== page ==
[edit] I just noticed that DaniWeb has something similar with the gray on the margin -- I wonder how Dani implemented this...? (and I'm too lazy to look in the CSS :P )

The gray margins are just margin syles applied to the body tag. The darker gray is the border attribute.

The gray margins are just margin syles applied to the body tag. The darker gray is the border attribute.

Sorry, I kind of forgot about this thread.

Just how do you apply "margin styles"? Going back to my previous example, I would set body-background to blue , and the width would be 50 pixels. But how do I change the color of the whitespace in the margin? Googling turned up nothing.

Try using:

height: 100%;
min-height: 100%;

The margin isn't an addressable area; it takes the colour/image that is assigned to the background of the outer container.

A given container has a padding (space inside) a margin (space outside) and I suppose a border (space between). Setting a margin or padding sets an amount of spacing around the border or inside the border; you can't change the background in a container's margin without changing the background of the container that respects the margin (usually the container's parent container), and you can't change the background of a container's padding without changing the background of that container.

Border is quite a useful property... you can make partial borders that are 0 - ? px / % / pt thick, and set a block color, this will act like a big coloured margin.

Margin styles don't exist per-se... The margin of the body tag works more like padding does in other containers; that is, a non-zero ( and positive ) margin on the body pushes content into the middle of the page. On any other element; a positive margin pushes content away from that element. <edit> or perhaps, it pushes that element away from other content.. depending on which way you look at it</edit>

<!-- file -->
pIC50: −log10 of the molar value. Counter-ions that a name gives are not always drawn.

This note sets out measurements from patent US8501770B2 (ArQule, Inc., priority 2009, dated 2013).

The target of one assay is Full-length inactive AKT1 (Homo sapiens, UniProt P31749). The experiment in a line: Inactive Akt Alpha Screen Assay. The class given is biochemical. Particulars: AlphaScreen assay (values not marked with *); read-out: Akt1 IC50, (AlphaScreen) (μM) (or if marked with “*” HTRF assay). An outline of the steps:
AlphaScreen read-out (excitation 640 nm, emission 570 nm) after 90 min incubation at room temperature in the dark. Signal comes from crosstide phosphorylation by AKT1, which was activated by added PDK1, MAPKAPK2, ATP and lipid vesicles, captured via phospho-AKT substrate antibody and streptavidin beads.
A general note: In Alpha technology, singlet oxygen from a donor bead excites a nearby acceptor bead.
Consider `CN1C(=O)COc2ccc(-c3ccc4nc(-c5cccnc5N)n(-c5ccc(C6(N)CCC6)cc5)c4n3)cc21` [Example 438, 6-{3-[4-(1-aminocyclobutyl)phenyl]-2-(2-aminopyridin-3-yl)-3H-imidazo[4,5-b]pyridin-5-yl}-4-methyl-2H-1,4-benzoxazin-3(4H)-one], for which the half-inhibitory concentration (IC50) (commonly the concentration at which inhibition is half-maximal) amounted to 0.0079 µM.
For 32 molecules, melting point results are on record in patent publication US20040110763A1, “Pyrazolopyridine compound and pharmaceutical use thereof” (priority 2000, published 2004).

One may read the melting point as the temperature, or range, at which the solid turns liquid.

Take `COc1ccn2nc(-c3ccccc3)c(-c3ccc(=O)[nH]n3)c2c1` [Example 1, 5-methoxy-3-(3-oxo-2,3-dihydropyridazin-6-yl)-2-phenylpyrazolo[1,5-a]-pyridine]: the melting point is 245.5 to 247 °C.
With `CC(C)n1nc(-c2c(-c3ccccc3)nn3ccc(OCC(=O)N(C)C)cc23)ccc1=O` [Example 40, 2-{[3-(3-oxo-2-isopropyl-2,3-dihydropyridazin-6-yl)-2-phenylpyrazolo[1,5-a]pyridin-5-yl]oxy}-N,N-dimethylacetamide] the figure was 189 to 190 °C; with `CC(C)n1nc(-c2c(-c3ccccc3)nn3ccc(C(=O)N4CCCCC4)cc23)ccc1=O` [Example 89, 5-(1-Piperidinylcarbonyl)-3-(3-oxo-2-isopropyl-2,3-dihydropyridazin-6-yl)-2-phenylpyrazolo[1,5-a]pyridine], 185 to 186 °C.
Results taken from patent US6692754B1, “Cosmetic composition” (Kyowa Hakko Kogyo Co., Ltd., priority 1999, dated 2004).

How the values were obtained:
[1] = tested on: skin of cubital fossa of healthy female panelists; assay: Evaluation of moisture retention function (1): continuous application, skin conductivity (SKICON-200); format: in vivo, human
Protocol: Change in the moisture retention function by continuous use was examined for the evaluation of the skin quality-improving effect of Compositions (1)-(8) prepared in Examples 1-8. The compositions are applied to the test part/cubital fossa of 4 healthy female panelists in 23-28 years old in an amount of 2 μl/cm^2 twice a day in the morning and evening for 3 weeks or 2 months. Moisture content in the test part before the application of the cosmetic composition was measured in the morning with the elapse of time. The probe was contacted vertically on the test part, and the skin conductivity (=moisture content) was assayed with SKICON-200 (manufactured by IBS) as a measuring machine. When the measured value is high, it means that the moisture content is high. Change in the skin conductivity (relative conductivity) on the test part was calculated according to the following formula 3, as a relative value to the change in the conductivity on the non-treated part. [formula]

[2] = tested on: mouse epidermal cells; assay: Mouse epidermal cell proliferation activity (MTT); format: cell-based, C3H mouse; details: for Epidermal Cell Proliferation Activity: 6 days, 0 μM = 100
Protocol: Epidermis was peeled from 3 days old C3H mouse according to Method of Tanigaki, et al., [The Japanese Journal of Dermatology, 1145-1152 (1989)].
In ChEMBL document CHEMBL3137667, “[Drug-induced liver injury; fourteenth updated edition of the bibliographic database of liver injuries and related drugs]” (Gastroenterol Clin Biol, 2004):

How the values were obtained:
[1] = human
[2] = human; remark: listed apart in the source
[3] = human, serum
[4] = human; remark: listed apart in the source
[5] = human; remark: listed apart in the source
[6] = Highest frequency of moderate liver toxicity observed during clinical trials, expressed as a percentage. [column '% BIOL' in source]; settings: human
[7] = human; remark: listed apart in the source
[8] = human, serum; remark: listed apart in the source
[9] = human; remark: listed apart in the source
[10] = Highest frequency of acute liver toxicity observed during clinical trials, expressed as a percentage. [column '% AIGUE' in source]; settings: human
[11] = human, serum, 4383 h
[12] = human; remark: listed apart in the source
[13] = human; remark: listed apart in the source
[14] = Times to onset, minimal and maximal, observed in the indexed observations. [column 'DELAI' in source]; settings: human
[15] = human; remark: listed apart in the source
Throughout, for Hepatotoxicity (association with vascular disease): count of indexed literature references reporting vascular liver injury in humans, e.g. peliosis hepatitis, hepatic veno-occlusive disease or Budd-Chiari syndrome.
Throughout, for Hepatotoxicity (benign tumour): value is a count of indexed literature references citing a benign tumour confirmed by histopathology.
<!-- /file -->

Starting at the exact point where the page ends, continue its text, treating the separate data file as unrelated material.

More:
I'd be interested to know if min-height: 100% works... if it sorts out scaled elements, it should sort out the half-page backgrounds I keep getting...

Check out this page:

http://apptools.com/examples/tableheight.php

the important part is this CSS snippet:

html,body{
      margin:0;
      padding:0;
      height:100%;
      border:none
   }

in a test with a new w3c doctype:

<!DOCTYPE html PUBLIC "-//W3C//DTD XHTML 1.0 Strict//EN" "http://www.w3.org/TR/xhtml1/DTD/xhtml1-strict.dtd">
<html style="height:100%;padding:0;margin:0;border:none;">
<head>
</head>
<body style="height:100%;padding:0;margin:0;border:none;">
<div style="height:100%;background-color:blue">Anyone would think I've used a background color...</div>
</body>
</html>

This seems to work as expected in opera and firefox..

So, if you use that style in your page, anything you make as 100% high should be the height of the page at minimum, and otherwise as big as the content on the page, and not only in quirks mode..

Try using:

height: 100%;
min-height: 100%;

Just tried it, didn't work.

The margin isn't an addressable area; it takes the colour/image that is assigned to the background of the outer container.

That was my understanding, but I got all confused when MidiMagic mentioned "margin styles".

Check out this page:

http://apptools.com/examples/tableheight.php

the important part is this CSS snippet:

html,body{
      margin:0;
      padding:0;
      height:100%;
      border:none
   }

in a test with a new w3c doctype:

<!DOCTYPE html PUBLIC "-//W3C//DTD XHTML 1.0 Strict//EN" "http://www.w3.org/TR/xhtml1/DTD/xhtml1-strict.dtd">
<html style="height:100%;padding:0;margin:0;border:none;">
<head>
</head>
<body style="height:100%;padding:0;margin:0;border:none;">
<div style="height:100%;background-color:blue">Anyone would think I've used a background color...</div>
</body>
</html>

This seems to work as expected in opera and firefox..

So, if you use that style in your page, anything you make as 100% high should be the height of the page at minimum, and otherwise as big as the content on the page, and not only in quirks mode..

Hey, that worked! Thanks, I was getting annoyed at having to use a colored gif. This will work great.